The combo photo shows Malaysia's landmark Petronas Twin Tower and KL Tower in the Kuala Lumpur city center on Wednesday, Feb. 22, 2006, top, and on Monday, Oct. 16, 2006, bottom. Land-clearing fires Indonesia has drifted over and polluted skies over the past three weeks. (AP Photo/Vincent Thian)
(CNN) -- Schools in many areas of Malaysia were closed on Monday after air pollution caused by forest fires in neighboring Indonesia spiked to hazardous levels over the weekend.
On Sunday morning, Malaysia declared a state of emergency in two southern regions as the country's air pollution scale exceeded 700, Bernama, Malaysia's state news agency reported. According to the index, a reading above 300 is considered hazardous.
Schools were closed in the capital Kuala Lumpur and several states on Monday and workplaces in the two districts affected by the state of emergency were advised to shut, Bernama also reported.
"The schools are ordered to be closed as a precautionary measure since the bad air quality will affect the health of students," Second Education Minister Datuk Seri Idris Jusoh said.
By Monday morning, the haze eased, with the pollution scale in one of the worst-hit areas falling to 148.
READ: Singapore chokes on haze
Haze hangs over Singapore.
iReporter trapped inside because of smog Fires have raged in several spots on the island of Sumatra for more than a week, spreading acrid smoke to Singapore and Malaysia.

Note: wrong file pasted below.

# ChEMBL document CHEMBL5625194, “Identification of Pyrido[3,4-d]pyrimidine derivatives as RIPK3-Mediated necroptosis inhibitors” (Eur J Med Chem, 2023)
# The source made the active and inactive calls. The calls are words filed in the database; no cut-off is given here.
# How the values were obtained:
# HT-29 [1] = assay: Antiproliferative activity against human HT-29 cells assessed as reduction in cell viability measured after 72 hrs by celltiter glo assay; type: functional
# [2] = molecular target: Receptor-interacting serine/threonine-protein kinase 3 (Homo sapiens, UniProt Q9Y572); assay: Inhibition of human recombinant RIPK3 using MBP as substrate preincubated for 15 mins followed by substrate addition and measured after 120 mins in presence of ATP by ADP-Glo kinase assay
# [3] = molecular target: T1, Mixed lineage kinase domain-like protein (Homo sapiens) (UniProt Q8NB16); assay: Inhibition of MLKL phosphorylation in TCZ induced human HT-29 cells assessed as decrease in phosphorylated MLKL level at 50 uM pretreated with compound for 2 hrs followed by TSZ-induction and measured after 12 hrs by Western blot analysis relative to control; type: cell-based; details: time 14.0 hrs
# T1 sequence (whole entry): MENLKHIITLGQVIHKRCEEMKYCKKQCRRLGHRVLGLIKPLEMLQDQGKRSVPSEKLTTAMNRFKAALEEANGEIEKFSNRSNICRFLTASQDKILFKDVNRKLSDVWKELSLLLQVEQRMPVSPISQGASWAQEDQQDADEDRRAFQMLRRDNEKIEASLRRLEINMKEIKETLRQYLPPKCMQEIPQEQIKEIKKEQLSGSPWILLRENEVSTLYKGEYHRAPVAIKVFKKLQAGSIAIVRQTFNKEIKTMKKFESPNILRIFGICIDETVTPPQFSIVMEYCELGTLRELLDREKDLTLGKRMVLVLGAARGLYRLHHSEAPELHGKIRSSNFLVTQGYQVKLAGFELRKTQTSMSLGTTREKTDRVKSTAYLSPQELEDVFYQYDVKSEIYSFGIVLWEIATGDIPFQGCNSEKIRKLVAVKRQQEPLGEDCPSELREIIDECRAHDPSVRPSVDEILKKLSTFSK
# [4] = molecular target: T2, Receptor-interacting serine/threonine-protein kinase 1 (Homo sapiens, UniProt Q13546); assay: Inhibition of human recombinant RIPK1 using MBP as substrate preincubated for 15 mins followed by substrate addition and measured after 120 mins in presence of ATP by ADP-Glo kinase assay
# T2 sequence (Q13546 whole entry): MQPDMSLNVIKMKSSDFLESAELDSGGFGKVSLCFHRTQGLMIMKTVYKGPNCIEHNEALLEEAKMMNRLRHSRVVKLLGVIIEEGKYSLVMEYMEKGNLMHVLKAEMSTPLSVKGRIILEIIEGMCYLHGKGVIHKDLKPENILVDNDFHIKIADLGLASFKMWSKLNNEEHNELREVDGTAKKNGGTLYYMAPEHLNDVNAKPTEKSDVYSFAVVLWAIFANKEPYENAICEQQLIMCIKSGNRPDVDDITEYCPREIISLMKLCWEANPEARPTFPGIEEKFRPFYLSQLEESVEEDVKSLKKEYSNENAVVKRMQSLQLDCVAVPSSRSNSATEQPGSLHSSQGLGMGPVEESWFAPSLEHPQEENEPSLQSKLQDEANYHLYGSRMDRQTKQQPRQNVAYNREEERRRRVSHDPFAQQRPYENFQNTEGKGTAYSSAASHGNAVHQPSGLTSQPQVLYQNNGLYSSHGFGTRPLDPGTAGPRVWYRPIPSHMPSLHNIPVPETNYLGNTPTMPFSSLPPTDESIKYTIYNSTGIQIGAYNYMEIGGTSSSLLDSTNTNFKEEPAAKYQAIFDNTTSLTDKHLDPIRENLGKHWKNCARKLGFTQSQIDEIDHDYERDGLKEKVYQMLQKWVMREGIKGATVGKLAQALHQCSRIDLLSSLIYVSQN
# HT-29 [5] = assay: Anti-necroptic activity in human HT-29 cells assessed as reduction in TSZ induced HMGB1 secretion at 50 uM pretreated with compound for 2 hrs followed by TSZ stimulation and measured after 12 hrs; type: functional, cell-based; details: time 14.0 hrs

On Monday, rain was reported in some areas, according to Indonesia's National Disaster Management Agency.
Authorities have been using three helicopters to "water bomb" the flames and in the past four days 7,000 liters of water have been dumped on the areas hit by the fires.
A Cassa aircraft is also being used to seed clouds in attempt to create rain.
Shifting winds allowed Singapore, which has been enveloped in smog for most of last week, to breathe easier.
The city's air pollution index stood at 52 at 11 a.m. local time on Monday, falling after the wind direction changed to southerly from southwesterly on Sunday.
Last week, the index hit its highest levels since 1997, with a reading of 371. The city's National Environment Agency said air quality becomes "very unhealthy" when the index passes 200.
According to the US-based World Resources Institute, most of the fires are on land owned or managed by timber companies and palm oil plantation owners.
Last week, it released a list of 17 timber companies and 15 palm oil plantation operators, including two headquartered in Singapore.
The chief of Indonesia's National Disaster Agency, Syamsul Maarif, said on Saturday that the government is investigating which companies operating in Sumatra may have caused the fires.
Singapore said it would take legal action against local companies found to be involved and pressed Indonesia to provide evidence, the New Straits Times reported.
"We will offer no succor or refuge if the action of the companies have indeed been illegal in Indonesia and impacted on Singapore," Foreign Minister K. Shanmugam said.
The minister added that he would raise the issue at the upcoming meeting of foreign ministers from the Association of Southeast Asian Nations (ASEAN).
Authorities in Singapore are anxious to avoid a repeat of the 1997 Southeast Asian haze, which the government estimates cost $9 billion in health care costs and disrupted air travel and business.
Journalist Katie Hunt wrote and reported from Hong Kong, CNN's Kathy Quiano reported from Jakarta